Among the stories that have touched us most over the years at have been those that showed the amazing bond between kids and animals. So for the site’s fifth birthday, we wanted to get an update on how some of the folks in those stories have been doing.

We decided to check in on two kids and the service dogs who have helped them, as well as Tara, the hero cat who saved her family’s little boy from an attack by a neighbor’s dog.

Evan Moss gets a sweet kiss from his service dog and best friend, Mindy.

Evan and Mindy

When we first told you about Evan Moss in 2011, he was 7 years old and had written a book called My Seizure Dog to raise money for the service dog he needed. Evan lives with a rare disease called tuberous sclerosis complex (TSC), which causes tumors to grow in vital organs and has also resulted in a lifetime of seizures for Evan.

In 2012, Evan brought home Mindy, a Goldendoodle who alerts his parents when he has seizures so they can quickly administer his medication. She also calms his anxieties during hospital stays, blood draws and medical procedures.

Today, Evan and Mindy are “pretty much inseparable,” Evan’s mom, Lisa, says. “She goes to school on the bus with Evan, and he gives her the window seat so she can enjoy the view.” This fall, they’ll be starting a new adventure together, as they head to middle school. “We anticipate lots of excitement and changes as they adjust to the new school,” Lisa says.

And Evan hasn’t stopped writing. He wrote a second book, My Life with TSC, to raise awareness about the disease. A portion of the proceeds goes to the TS Alliance, a nonprofit that works to find a cure for TSC while improving the lives of those affected by it.

“Evan says he can’t imagine life without Mindy and still says she’s his best friend,” Lisa says. “I think he walks a little taller having her by his side.”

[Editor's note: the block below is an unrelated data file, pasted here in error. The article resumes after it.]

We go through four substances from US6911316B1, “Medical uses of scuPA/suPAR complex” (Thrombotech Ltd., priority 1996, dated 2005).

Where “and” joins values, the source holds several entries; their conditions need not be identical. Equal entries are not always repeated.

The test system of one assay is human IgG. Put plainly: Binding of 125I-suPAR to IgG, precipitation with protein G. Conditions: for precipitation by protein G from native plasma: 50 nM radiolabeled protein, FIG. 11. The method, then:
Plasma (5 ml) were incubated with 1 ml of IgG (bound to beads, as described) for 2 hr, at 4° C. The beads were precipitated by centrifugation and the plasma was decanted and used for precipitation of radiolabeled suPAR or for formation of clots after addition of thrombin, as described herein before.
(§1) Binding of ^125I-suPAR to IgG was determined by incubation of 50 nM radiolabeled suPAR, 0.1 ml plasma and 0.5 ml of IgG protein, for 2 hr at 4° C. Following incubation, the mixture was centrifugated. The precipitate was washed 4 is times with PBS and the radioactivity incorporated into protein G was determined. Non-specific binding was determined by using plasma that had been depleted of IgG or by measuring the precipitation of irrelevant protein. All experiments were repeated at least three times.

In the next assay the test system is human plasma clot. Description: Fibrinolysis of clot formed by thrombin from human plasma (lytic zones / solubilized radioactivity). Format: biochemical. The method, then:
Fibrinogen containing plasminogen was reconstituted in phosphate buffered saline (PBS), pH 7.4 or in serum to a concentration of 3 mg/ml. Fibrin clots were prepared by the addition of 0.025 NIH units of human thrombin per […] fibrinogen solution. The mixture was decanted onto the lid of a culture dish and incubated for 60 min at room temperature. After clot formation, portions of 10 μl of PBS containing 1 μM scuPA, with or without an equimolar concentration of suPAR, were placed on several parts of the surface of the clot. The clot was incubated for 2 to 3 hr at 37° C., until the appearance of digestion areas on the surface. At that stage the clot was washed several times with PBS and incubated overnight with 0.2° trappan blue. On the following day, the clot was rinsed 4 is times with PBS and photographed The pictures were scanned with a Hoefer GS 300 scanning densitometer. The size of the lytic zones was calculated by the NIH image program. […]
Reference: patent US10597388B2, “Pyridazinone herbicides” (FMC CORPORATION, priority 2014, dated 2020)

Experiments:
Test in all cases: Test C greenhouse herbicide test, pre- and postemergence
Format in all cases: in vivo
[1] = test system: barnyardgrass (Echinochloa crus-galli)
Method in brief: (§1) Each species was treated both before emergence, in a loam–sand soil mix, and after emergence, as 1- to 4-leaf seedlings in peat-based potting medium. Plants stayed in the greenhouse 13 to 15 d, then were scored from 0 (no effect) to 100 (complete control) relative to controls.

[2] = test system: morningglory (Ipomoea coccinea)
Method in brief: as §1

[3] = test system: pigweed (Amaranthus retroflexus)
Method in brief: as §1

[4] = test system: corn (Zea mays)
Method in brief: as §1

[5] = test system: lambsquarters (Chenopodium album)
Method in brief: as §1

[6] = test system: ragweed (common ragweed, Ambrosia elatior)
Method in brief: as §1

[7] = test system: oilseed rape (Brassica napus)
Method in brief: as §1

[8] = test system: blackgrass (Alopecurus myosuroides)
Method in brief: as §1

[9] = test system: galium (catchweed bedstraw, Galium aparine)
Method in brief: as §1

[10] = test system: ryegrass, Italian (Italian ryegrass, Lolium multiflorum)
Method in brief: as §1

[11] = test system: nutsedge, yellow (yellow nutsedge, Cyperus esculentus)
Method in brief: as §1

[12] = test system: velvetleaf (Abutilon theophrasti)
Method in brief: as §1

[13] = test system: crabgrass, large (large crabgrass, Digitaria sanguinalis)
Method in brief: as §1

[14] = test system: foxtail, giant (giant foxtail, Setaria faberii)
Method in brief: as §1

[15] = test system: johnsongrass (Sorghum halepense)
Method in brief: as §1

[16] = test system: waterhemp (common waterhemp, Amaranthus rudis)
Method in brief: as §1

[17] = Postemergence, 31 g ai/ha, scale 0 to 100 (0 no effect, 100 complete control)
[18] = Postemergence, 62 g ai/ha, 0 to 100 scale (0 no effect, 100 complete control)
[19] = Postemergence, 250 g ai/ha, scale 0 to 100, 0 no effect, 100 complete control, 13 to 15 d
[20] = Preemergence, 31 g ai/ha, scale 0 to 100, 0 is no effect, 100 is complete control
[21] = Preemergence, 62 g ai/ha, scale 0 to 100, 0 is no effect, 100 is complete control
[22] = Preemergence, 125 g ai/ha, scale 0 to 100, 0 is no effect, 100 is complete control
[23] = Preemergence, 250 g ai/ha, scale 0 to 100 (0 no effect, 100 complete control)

Tara the Hero Cat

Two years ago, Tara made headlines when a surveillance video caught her racing to the rescue when a neighbor’s dog escaped from his gated driveway and attacked her family’s 4-old-old, Jeremy Triantafilo, who is autistic.

In the footage, Tara can be seen running at the dog and chasing it away. The video went viral, earning her the nickname Tara the Hero Cat.

The following year, Tara was recognized for her bravery and quick action with a special award from a Los Angeles animal shelter — its annual Hero Dog Award. The word “dog” was scratched out on the trophy and replaced with “cat.”

“Every chance we have to show how much we appreciate her, she is loved on. She is very happy in our home,” the family told us in a follow-up story in December 2014.

The two still share a special bond. The Triantafilo family could not be reached for comment, but last month, the family posted a photo on Facebook of Tara lying next to a sleeping Jeremy with the caption, “It’s a cat/boy love thing. Forever and always! #HeroCat #MyBoy

"Always on guard, Miss Tara!!” commented one fan.

Lucas and Juno

Lucas Hembree was 4 years old when we told you about his special relationship with his rescued Belgian Malinois, Juno. Lucas suffers from Sanfilippo syndrome, an inherited metabolic disease. As it progresses, it causes children to lose the ability to speak, walk and eat. The disease also causes severe neurological damage that leads to aggressive behavior, hyperactivity and seizures.

 Lucas Hembree with his service dog, Juno, in 2012.

Lucas’ dad, Chester, had experience in training Belgian Malinois to be police K-9s, and when he came across a posting about Juno on a Tennessee rescue group’s website, he had a gut feeling she would be perfect for his son. Lucas and Juno clicked, and Juno seemed to instinctively know to alert Lucas’ parents when he was about to have a seizure or when his oxygen levels dropped dangerously low. Chester also trained her to help Lucas.

Unfortunately, Lucas has regressed quite a bit since we first told you about him in 2012. His dad says he is now in an almost vegetative state and can no longer communicate or stand without help. Earlier this year, he turned 9 years old, and when he was first diagnosed, doctors said he might live to be only 10, Chester says.

Chester let Juno semi-retire from assisting Lucas — but their strong bond remains. “She is always eager to see him and quickly runs to be by his side,” he says. And he will always be grateful for everything Juno has done for Lucas and the rest of their family.

“She has been a real guardian angel,” he says. “I believe that having Juno was without a doubt divine intervention. It goes to show that shelter pets are not all there, because they have something bad in their past. Sometimes they end up at shelters, because they’ve not found the right family yet.”

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